The core issue with Elon's ownership of twitter is he doesn't understand what the value of the platform is to most users. Its main use is for people to consume content, the vast majority of users tweet very little and are using it as a combination RSS feed/comment section. But he seems to think most people are on there to post, like some old school forum. So you have him making features that mostly appeal to people who post a lot, and trying to charge money to the small minority of people who actually make the content.

Like Lebron without Twitter is still Lebron, while Twitter without Lebron is GeoCities without the sense of graphic design. I'm now sort of curious if Elon was in charge of Netflix, if he would try to charge rightsholders to be on the platform.

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This terrific article seems to be talking about two different topics--Twitter and AI--but in fact there is a problem both share: the people making the decisions are not like the rest of us, and, not only that, they lack awareness of how different they are from most people. So, Musk, as you note, has the false belief that he can scold and browbeat people into purchasing his product. He may be unaware of how other people operate because of his Asperger’s, or because he is surrounded by fanboys, but for whatever reason, he is making decisions based on a unique mindset, and he doesn’t realize it. This mismatch doesn’t bode well for Twitter’s bottom line. (Meta is a telling counterexample here too: Zuckerberg invested heavily in VR, presumably because he and nerds like him enjoy it. But now that he is seeing that regular people don’t like VR, he has had the sense to shift his company away from it.)

Similarly, as you note, the people who are freaking out about AI “have otherwise never thought deeply about public policy and who have no concept of how their prescriptions might intersect with broader political and economic realities.” The “rationalists” (I always laugh at how irrational the rationalist community can be) are unaware that policy decisions and consumer choice will mitigate the threat of any technology. In any case, rationalists aside, normal people are responding to AI exactly as we would predict, and nothing is particularly scary. They’re taking care of mundane tasks, goofing around, and enhancing their work. People aren’t plotting to exterminate humanity using AI. That particular fear exists in the heads of a small, very unusual group of people, who don’t realize how unusual they are.

I’m reminded of Socrates, who said that he knows that he knows nothing, which is more than most people know.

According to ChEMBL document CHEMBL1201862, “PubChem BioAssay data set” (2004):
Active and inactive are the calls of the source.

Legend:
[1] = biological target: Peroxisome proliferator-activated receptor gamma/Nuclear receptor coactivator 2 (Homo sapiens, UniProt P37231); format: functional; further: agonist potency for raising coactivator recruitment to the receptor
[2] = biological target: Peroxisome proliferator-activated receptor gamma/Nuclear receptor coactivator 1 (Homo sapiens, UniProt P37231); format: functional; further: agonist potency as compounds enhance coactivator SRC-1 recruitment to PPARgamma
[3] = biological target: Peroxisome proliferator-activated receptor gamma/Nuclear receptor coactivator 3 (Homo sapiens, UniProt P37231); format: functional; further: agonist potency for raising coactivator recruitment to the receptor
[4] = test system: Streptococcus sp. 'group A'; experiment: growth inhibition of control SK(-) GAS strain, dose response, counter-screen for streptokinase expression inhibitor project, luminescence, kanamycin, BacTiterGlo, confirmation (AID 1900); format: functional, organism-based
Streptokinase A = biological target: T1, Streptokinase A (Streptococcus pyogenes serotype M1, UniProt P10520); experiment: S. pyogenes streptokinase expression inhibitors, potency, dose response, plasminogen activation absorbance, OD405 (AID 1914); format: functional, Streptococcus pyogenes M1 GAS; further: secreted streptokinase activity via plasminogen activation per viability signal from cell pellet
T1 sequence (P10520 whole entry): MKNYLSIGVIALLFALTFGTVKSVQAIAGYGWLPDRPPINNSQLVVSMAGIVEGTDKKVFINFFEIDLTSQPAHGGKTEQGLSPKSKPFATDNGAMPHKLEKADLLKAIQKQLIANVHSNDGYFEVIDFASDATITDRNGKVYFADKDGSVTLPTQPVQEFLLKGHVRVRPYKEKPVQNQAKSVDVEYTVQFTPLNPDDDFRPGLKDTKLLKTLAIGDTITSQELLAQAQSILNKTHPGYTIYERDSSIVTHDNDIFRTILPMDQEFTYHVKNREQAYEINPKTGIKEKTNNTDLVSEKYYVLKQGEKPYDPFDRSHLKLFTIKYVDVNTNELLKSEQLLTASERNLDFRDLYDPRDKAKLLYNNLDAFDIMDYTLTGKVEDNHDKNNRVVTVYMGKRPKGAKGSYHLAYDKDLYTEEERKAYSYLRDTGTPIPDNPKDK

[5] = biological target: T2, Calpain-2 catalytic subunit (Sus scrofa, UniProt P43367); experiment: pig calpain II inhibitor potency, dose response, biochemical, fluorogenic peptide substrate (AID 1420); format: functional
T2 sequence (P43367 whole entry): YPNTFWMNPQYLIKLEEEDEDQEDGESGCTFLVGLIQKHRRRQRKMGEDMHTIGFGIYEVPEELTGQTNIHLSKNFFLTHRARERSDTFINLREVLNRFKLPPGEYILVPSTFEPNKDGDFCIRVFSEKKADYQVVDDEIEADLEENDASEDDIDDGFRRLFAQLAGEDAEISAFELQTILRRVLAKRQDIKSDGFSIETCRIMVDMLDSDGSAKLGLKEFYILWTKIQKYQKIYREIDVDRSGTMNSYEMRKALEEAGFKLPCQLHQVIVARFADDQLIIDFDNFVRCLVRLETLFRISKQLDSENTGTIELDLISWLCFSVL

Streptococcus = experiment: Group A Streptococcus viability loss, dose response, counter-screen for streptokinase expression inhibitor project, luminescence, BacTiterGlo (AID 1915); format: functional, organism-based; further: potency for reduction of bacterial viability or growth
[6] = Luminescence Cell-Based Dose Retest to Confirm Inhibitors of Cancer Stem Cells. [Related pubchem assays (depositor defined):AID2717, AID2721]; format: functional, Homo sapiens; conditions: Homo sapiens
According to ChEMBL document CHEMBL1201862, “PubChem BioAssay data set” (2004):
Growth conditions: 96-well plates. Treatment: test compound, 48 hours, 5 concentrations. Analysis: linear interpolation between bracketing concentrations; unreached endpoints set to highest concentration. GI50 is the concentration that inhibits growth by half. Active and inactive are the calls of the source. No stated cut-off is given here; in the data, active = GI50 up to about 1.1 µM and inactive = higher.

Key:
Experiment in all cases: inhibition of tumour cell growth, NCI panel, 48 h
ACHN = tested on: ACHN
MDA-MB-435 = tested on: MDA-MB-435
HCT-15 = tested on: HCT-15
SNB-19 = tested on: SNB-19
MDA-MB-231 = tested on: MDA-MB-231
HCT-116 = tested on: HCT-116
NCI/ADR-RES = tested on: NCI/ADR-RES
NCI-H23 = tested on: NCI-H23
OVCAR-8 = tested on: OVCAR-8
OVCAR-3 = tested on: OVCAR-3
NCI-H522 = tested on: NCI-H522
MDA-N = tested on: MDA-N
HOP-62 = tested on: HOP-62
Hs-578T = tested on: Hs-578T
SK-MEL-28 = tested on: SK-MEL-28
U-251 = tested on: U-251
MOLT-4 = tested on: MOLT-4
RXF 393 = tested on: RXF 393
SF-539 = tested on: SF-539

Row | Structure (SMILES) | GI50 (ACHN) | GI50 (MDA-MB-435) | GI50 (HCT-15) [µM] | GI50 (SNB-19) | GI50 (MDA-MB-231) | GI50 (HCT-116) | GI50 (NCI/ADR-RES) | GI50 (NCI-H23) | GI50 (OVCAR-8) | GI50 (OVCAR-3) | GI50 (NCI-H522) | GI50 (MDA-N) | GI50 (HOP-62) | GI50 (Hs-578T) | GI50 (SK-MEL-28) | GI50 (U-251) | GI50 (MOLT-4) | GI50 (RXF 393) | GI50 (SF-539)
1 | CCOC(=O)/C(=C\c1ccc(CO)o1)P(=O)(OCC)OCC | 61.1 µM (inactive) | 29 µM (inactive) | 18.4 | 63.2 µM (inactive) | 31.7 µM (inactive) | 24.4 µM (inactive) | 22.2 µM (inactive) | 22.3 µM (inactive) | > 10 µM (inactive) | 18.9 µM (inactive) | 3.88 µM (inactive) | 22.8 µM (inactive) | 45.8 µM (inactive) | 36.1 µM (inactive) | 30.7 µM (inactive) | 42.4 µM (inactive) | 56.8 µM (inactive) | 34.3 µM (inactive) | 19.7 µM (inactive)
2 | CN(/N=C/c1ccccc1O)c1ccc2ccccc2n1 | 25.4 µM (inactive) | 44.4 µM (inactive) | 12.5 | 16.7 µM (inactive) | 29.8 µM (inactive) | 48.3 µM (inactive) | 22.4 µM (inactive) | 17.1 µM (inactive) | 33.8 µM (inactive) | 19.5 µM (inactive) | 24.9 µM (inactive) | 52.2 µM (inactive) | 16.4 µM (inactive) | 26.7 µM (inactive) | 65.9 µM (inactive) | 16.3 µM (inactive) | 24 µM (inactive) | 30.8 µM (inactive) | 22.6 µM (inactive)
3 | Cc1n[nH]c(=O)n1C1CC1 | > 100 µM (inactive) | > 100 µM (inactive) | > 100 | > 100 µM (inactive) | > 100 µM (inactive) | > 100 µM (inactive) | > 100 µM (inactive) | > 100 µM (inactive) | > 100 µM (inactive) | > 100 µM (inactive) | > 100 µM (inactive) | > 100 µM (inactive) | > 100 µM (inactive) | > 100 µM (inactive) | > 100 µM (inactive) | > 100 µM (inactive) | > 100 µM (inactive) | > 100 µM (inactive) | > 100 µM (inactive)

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Being self-defeatingly rude is apparently Elon’s brand. I’m pretty close to the exact target audience for a Tesla (liberal-ish suburbanite who doesn’t take many long road trips, and likes cool things with environmental branding). But I also don’t want political comments on my car, because that would be annoying. So I will wait until another brand has a similarly cool electric car.

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I think there is a fallacy in the AI section. It seems to say:

1. Certain people are saying AI could kill us all

2. Their prescriptions to fix this are impractical and won’t work

3. Therefore AI won’t kill us all

It’s possible their fixes are wrongheaded but their underlying concerns are not.

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Apr 9, 2023·edited Apr 9, 2023

Regarding Mastodon: I've certain seen some of this HOA-like attitude, but ultimately it hasn't affected my experience. Also, its being influenced by a lot of the ex-pats. For example, previously there's been a bit of a culture against full-index searching; you can only search by hashtag. But there are some tools coming online to remedy that to a degree and I think the lead developer of Mastodon has been more ambivalent about implementing it.

Substack Notes should implement the ActivityPub protocol, then it could integrate with Mastodon servers and those of other networks with the technology integrated. If the HOA-ers don't like it, they can block it. The rest of the network can follow those accounts if they like. I'm not sure if there are subscription-only features to SN, but that can be resolved (it's been done for the WordPress plugin).

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Apr 8, 2023·edited Apr 9, 2023

“I am sure that AI will pose problems... but this doomsday stuff just marks its proponents as bored dilettantes with no idea how policy or international relations work.

So I assume that in four years, this whole panic will be forgotten, just like how nobody talks about UBI anymore.”

Of course, your bets/predictions are, at least, somewhat aligned. Even if AI doesn’t destroy us all in a nightmare sci-if scenario, if it kills enough jobs (and it may very well) you’ll be hearing quite a bit about UBI.

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I work in applied ML (biotech) and I’m simultaneously very excited about these types of models and exasperated by how they seem to have tricked otherwise intelligent people into believing they represent anything more than a request-response loop. Like, a LLM doesn’t (and probably can’t? Although I’ve been wrong before) have anything like a continuous conscious experience - it doesn’t have “motivations” that would cause it to pursue any goals. The whole discussion about “AI alignment” presupposes some notion of general human values that we’re supposed to align these tools to - this makes sense on the small scale (the models should do what I want to do to the best of its ability, although by the time you’re writing precise machine-readable specifications just write the freaking code), but like, am I “aligned” with other humans who share different ideological goals? Some humans even believe that there are too many humans!